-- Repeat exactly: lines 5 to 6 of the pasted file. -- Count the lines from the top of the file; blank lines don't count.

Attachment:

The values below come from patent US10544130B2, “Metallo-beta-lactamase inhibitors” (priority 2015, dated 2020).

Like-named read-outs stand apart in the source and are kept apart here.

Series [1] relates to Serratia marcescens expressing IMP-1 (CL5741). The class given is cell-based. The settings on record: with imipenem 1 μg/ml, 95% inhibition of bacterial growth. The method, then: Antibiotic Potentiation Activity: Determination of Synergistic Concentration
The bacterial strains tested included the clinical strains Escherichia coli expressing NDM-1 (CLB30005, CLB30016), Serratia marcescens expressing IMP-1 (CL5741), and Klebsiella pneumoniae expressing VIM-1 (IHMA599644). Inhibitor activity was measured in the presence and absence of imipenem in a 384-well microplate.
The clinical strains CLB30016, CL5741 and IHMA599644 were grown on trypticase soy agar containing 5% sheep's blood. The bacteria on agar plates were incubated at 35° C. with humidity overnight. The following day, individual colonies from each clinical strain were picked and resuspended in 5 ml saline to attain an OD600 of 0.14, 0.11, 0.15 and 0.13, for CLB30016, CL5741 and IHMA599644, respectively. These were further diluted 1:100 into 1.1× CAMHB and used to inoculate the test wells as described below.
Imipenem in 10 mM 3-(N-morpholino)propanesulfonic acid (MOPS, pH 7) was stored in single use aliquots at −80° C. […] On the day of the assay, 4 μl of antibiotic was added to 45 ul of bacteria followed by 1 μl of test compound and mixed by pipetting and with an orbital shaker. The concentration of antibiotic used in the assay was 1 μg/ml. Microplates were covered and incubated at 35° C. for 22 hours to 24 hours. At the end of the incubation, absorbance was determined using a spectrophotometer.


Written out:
The clinical strains CLB30016, CL5741 and IHMA599644 were grown on trypticase soy agar containing 5% sheep's blood. The bacteria on agar plates were incubated at 35° C. with humidity overnight. The following day, individual colonies from each clinical strain were picked and resuspended in 5 ml saline to attain an OD600 of 0.14, 0.11, 0.15 and 0.13, for CLB30016, CL5741 and IHMA599644, respectively. These were further diluted 1:100 into 1.1× CAMHB and used to inoculate the test wells as described below.
Imipenem in 10 mM 3-(N-morpholino)propanesulfonic acid (MOPS, pH 7) was stored in single use aliquots at −80° C. […] On the day of the assay, 4 μl of antibiotic was added to 45 ul of bacteria followed by 1 μl of test compound and mixed by pipetting and with an orbital shaker. The concentration of antibiotic used in the assay was 1 μg/ml. Microplates were covered and incubated at 35° C. for 22 hours to 24 hours. At the end of the incubation, absorbance was determined using a spectrophotometer.